Nice post. I have read a book by Lee Strobel, I think it was called the Case for a Creator. He was pretty straight forward and I liked it.

I can't believe someone would want a tribute to the 'triumph of reason over faith' - like it could ever happen in the first place. Also, if there was no faith, that would mean that the human race as a collective whole would know everything. I doubt that day will ever come and those who think it will are both naive and ignorant.

For me, my faith in large part comes from using reason - if that makes sense. I look around and see autonomous, conscious beings. I then ponder the fact that random processes lead to disorder not order, and I think there had to have been supernatural intervention. I am an engineer, so maybe it's not a big surprise I think about the mechanics of things, but hey whatever floats my faith-boat right?

Blogger jollybeggar said...

yeah, lee strobel was an atheist and a writer or reporter or something for a chicago paper (tribune, i think) who decided to explore for himself this whole God thing to its logical conclusion. he ended up becoming a pastor at willow creek community church in barrington ill. and writing a bunch of books which are quite direct and readable.

he is adept at thinking in a straight line!

Blogger Icarus Goodman said...

Sorry for taking so long to reply, had a lot of school projects due. Anyway, I really appreciate you sharing your inner workings like this, it helps people understand where you are coming from on the whole go debate.


In reagards to the reason over faith statue, you're right it proabbly won't ever happen, at least not anytime soon (soon as in a couple thousand years). I disagre with you assertion that for reason to triumph, man must know everything.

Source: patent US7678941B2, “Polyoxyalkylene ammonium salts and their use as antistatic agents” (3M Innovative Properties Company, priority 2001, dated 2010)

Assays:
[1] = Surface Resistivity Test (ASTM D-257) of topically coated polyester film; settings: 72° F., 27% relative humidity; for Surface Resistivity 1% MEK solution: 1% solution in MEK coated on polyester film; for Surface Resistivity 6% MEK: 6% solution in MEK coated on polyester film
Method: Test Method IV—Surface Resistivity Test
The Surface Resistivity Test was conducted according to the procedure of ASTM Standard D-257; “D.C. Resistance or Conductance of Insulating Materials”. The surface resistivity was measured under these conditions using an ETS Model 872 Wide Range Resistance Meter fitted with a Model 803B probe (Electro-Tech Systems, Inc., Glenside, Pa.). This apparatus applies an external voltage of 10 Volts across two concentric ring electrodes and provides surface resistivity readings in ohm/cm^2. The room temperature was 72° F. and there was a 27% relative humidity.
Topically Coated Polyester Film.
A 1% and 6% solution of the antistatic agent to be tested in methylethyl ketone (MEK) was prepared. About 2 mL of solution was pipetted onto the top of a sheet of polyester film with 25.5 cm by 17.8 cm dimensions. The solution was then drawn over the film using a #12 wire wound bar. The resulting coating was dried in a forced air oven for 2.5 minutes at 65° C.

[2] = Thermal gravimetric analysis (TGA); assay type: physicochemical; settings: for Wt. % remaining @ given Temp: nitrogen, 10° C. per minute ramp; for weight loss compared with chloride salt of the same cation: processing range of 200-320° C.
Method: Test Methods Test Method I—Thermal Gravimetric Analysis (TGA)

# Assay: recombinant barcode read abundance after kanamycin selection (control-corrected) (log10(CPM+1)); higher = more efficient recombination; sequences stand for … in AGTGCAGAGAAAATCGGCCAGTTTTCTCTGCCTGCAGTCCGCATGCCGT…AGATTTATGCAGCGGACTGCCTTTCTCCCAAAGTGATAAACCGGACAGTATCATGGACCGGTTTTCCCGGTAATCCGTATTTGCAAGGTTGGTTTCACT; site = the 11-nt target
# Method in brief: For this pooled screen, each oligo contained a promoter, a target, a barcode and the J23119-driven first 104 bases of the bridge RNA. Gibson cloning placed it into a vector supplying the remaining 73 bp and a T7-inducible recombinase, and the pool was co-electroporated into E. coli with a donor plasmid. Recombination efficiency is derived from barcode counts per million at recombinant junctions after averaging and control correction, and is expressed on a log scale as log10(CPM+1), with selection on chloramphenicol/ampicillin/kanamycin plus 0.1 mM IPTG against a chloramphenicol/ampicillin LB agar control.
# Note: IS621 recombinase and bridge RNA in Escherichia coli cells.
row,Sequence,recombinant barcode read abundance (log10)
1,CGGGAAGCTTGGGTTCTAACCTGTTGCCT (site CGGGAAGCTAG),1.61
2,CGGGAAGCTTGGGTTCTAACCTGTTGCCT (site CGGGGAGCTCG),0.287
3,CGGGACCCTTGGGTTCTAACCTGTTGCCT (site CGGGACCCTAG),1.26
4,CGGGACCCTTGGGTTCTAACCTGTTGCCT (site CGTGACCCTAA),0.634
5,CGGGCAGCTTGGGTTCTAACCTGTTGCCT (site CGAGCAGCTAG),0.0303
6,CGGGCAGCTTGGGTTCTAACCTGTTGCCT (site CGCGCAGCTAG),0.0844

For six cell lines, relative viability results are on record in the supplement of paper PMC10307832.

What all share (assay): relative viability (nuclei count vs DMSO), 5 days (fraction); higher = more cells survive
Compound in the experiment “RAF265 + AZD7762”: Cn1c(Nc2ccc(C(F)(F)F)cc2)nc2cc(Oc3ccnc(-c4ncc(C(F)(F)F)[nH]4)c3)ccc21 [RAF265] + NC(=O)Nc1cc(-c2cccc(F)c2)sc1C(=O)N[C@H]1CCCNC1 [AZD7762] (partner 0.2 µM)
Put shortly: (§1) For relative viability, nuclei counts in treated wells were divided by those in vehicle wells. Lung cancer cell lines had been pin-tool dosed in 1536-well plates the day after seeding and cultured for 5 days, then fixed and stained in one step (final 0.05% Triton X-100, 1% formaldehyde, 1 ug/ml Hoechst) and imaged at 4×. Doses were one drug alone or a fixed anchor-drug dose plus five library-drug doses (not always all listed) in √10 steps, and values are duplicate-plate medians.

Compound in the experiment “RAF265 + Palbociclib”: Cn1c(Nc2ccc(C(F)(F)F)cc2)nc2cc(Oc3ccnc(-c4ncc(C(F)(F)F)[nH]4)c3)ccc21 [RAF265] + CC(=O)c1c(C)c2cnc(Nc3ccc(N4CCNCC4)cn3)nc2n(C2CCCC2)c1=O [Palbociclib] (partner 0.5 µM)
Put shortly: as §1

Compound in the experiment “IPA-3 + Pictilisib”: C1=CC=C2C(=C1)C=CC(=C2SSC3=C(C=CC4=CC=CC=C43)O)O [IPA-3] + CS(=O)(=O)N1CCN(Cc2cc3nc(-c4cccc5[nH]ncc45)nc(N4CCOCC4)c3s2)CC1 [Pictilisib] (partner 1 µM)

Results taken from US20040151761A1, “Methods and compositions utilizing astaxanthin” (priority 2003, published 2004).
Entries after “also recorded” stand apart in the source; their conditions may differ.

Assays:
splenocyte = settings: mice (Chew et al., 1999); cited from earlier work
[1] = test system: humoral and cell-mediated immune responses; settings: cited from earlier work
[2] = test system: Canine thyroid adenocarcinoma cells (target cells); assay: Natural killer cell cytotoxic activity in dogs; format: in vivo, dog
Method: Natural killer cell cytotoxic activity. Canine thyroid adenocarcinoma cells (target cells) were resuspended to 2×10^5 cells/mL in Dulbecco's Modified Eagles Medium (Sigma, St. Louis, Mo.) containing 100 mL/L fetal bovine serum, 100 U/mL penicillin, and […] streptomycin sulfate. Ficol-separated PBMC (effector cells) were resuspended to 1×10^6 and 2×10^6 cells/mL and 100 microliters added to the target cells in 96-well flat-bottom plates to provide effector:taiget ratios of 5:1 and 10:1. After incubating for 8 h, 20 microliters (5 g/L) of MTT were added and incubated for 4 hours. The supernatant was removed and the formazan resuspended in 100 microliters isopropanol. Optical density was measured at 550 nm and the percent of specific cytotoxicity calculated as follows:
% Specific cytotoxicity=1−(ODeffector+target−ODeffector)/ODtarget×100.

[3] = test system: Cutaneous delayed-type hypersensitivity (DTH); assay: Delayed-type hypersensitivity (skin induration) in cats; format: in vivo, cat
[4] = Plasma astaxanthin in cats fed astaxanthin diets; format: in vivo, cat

Reason is not knowledge, it is a method of obtaining knowledge. It means looking at things objectivly, and using logic and evidence in order to understand phenomena. It's not always right. People can reason incorrectly, they might not have all the facts, etc. But, it is by far the best ethod we have for understanding the world in which we live.

Contrast that with faith, and by faith i mean that blind faith, where one believes i somthing for no reason, with no objective evidence to back him up, often they believe something to be true because they want it to be true, or fear it not being true. It is this blind faith that leads to so many trouble in the world.

I do not mean faith as in trust, like, i have faith that my friend won't murder me in my sleep. really, that's just a level of trust based on prior experience and logic and is completely in line with reason.

I find you to be a very reasonable person, most if not all of your positins you attempt to defend with reason, which I appaud you for, bu as I said earlier, reason is not infallible, and when it comes to god, i believe you have made a mistake somewhere in your reasoning process, which I hope to illuminate in the coming days. Either that, or i havemade a mistake, hopefull though dialogue we discover where any mistakes have been made, and hus come one step closer to the truth.


Post a Comment

Subscribe to Post Comments [Atom]

<< Home